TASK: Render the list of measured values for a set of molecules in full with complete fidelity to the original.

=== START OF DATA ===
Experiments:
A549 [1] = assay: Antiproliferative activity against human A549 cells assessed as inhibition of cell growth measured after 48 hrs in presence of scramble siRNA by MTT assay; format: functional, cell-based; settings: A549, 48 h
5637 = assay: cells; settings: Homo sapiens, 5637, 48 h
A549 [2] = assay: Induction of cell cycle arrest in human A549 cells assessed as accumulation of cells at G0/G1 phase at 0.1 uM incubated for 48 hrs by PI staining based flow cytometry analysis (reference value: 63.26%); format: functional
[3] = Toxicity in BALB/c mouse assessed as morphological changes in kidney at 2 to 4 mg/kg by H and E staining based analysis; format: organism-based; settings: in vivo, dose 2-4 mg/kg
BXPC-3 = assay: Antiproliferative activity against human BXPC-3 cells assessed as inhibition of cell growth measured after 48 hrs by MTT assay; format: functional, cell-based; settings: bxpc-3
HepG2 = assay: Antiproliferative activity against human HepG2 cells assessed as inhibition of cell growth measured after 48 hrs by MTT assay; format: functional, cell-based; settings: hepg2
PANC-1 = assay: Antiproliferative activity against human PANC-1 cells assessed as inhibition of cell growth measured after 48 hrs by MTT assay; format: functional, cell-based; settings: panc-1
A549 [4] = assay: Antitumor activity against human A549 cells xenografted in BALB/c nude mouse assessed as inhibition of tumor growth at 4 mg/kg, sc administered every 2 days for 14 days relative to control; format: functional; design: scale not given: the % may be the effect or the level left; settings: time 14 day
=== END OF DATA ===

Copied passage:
Experiments:
A549 [1] = assay: Antiproliferative activity against human A549 cells assessed as inhibition of cell growth measured after 48 hrs in presence of scramble siRNA by MTT assay; format: functional, cell-based; settings: A549, 48 h
5637 = assay: cells; settings: Homo sapiens, 5637, 48 h
A549 [2] = assay: Induction of cell cycle arrest in human A549 cells assessed as accumulation of cells at G0/G1 phase at 0.1 uM incubated for 48 hrs by PI staining based flow cytometry analysis (reference value: 63.26%); format: functional
[3] = Toxicity in BALB/c mouse assessed as morphological changes in kidney at 2 to 4 mg/kg by H and E staining based analysis; format: organism-based; settings: in vivo, dose 2-4 mg/kg
BXPC-3 = assay: Antiproliferative activity against human BXPC-3 cells assessed as inhibition of cell growth measured after 48 hrs by MTT assay; format: functional, cell-based; settings: bxpc-3
HepG2 = assay: Antiproliferative activity against human HepG2 cells assessed as inhibition of cell growth measured after 48 hrs by MTT assay; format: functional, cell-based; settings: hepg2
PANC-1 = assay: Antiproliferative activity against human PANC-1 cells assessed as inhibition of cell growth measured after 48 hrs by MTT assay; format: functional, cell-based; settings: panc-1
A549 [4] = assay: Antitumor activity against human A549 cells xenografted in BALB/c nude mouse assessed as inhibition of tumor growth at 4 mg/kg, sc administered every 2 days for 14 days relative to control; format: functional; design: scale not given: the % may be the effect or the level left; settings: time 14 day